4. Nothing in the language of the charging allegations of the accusatory pleading in this case would render sexual battery as a lesser-included offense of forcible oral copulation.
5. CALJIC No. 17.01 provides: “The defendant is charged with the offense of _. He may be found guilty if the proof shows beyond a reasonable doubt that he committed any one or more of such acts, but in order to find the defendant guilty, all the jurors must agree that he committed the same act or acts. It is not necessary that the particular act or acts committed so agreed upon be stated in the verdict.” (4th ed. 1979.)
6. Thus, it is unnecessary for us to address the Attorney General's argument that the rule of jury unanimity does not apply to a finding of great bodily injury enhancement. (See People v. Robbins (1989) 209 Cal.App.3d 261, 257 Cal.Rptr. 60.)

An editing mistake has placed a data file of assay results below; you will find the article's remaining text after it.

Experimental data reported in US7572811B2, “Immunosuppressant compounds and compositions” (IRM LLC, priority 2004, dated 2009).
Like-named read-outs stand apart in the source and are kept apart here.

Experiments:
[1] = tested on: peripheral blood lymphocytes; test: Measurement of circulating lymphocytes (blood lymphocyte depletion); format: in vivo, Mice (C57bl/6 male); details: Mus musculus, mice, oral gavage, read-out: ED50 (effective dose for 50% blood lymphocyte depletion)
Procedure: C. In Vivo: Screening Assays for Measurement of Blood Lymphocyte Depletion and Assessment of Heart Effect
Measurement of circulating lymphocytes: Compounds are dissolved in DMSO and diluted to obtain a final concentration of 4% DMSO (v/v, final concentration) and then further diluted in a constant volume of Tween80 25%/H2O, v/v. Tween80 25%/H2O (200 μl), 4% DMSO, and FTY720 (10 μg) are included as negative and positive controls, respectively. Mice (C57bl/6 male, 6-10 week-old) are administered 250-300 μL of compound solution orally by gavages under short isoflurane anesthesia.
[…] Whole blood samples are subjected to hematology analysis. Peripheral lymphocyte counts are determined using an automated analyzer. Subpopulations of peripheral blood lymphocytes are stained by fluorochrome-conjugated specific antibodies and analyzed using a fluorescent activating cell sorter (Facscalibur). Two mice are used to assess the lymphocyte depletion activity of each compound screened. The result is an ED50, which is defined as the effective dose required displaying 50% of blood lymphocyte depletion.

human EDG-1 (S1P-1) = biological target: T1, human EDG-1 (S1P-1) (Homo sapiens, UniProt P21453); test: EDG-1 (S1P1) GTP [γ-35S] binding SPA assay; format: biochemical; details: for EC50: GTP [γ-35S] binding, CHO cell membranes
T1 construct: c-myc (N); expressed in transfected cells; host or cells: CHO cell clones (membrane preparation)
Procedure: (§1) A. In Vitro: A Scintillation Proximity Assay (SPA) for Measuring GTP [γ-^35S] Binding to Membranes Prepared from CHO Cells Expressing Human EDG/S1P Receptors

7. The test is simply “ ‘whether, after viewing the evidence in the light most favorable to the prosecution, any rational trier of fact could have found the essential elements of the crime beyond a reasonable doubt.’ ” (People v. Johnson (1980) 26 Cal.3d 557, 576, 162 Cal.Rptr. 431, 606 P.2d 738.)
FOOTNOTE. See footnote 1, ante.
TODD, Associate Justice.
WORK, Acting P.J., BENKE, J., concur.